progressive or interlaced for stills at

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Sony VX2100 / PD170 / PDX10 Companion
Topics also include Sony's TRV950, VX2000, PD150 & DSR250 family.

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Old March 19th, 2004, 11:42 PM   #1
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progressive or interlaced for stills

well my decision has gone from xl1s to dvx 100a to pd 170. right now I am looking to buy probably the 170 although does it shoot in 30p and if not will I be able to pull stills from the frames or would the dvx 100a shine because of its progressive mode for an occasional still. The specs for the 170 say it only shoots 480p for stills, what that means I dont know.n Thanks again TL
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Old March 20th, 2004, 12:07 AM   #2
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Progressive mode for stills is much better than interlaced. With interlacing, each frame is made up of two fields that are captured 1/60 of a second apart. The first field contains all the odd lines in the frame and the second field contains all the even lines. If there is any movement in the picture during the time between when the two fields are captured, then you will have what is essentially two different pictures superimposed on each other. This is unacceptable for stills, so interlaced frames must be de-interlaced in order to use them as stills. De-interlacing basically throws out one of the fields, for example all the even lines in the frame, and then replaces them with new even lines that are interpolated from the odd lines. This essentially limits your effective vertical resolution to 240 lines of resolution, rather than the 480 lines that you would ordinarily get from an interlaced frame.

When you shoot in progressive scan mode, the two fields are captured at the same time. There is no need for de-interlacing and you preserve all the vertical resolution that the DV format allows.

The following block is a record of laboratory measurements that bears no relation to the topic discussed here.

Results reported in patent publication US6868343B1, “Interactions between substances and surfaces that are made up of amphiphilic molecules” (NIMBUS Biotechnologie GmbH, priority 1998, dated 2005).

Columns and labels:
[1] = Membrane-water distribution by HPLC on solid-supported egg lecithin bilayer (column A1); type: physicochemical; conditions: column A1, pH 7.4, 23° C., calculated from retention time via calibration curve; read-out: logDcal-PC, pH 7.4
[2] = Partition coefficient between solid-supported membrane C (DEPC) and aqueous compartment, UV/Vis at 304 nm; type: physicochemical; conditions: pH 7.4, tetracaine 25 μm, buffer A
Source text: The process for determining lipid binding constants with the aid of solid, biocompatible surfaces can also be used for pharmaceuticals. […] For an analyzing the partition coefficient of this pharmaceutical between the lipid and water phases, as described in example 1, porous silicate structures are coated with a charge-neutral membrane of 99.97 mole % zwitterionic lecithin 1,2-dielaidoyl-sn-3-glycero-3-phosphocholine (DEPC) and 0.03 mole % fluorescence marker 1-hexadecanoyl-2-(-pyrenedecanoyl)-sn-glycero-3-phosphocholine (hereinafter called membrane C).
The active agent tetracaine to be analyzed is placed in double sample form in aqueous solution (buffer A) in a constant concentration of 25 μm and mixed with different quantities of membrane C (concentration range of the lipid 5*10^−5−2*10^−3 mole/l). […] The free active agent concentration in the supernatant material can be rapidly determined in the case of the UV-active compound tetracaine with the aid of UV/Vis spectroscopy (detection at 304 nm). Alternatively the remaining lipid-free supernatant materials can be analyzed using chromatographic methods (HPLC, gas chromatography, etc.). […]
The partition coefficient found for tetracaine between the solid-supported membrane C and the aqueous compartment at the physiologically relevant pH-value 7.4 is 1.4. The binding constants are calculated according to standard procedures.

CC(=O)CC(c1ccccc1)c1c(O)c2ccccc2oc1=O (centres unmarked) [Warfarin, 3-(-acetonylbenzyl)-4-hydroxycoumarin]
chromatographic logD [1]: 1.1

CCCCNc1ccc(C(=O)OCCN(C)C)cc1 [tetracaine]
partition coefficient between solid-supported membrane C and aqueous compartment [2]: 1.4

The PD-150 does shoot progressive scan video, although it is only 15 full frames per second. This makes for unacceptably jerky "live" video, but is just fine for capturing stills. I would expect the PD-150 stills to be as good as the DVX-100a stills, assuming both were shooting in progressive scan mode. The DVX-100a would have a slight advantage in that it shoots 30 frames per second rather than the 15 frames of the 150. This means that you would have more individual frames to choose from per second with the DVX-100a. However, for most applications where you want to choose stills from video, 15 frames per second is plenty.

Hope this helps.
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Old March 20th, 2004, 07:08 AM   #3
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Another solution is to shoot regular 60i and use an adaptive de-interlacer afterwards, such as DVFilmMaker, Magic Bullet or Joe's Filters for FCP. These programs attempt to have the best of both worlds by handling areas of the image with motion differently from static areas. They do not just throw away alternate fields like the simple deinterlacing Alan describes. They can produce a pretty good facsimile of 30p video in most cases. Downside is that rendering is required.

Do a search here on "deinterlacing" and you will find lots of info.
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Old March 20th, 2004, 10:33 AM   #4
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Thank you guys very much. It looks like the still ability of either cam shouldn't play much of a role in the decision of one cam over the other. Now the 30 or 24p thing over 60i for better quality video is the next hurdle, althought watching the tele seems to have alot of 60i that looks good. Probably most are 1/2" ccd's but maby some are 1/3's I don't know. Being my first purchace in this level is hard as I don't have any first hand knowledge of what they both look like on the monitor.

I have seen some really nice stills made from 30p but don't know of any deinterlaced to look at.

As far as video the only stuff I have seen has been on the computer and it is hard to get a good representation because of compression, how it was shot, etc.

There is definate bias between both groups but at this point that is all I have to go on. Here in Bakersfield the stores dont cary either one so it is hard to go check it out. Any thoughts are very appreciated.
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Old March 20th, 2004, 11:59 AM   #5
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I believe that if you shoot stills to the memory stick with the 150/170, it automatically runs in progressive mode.
Mike Rehmus
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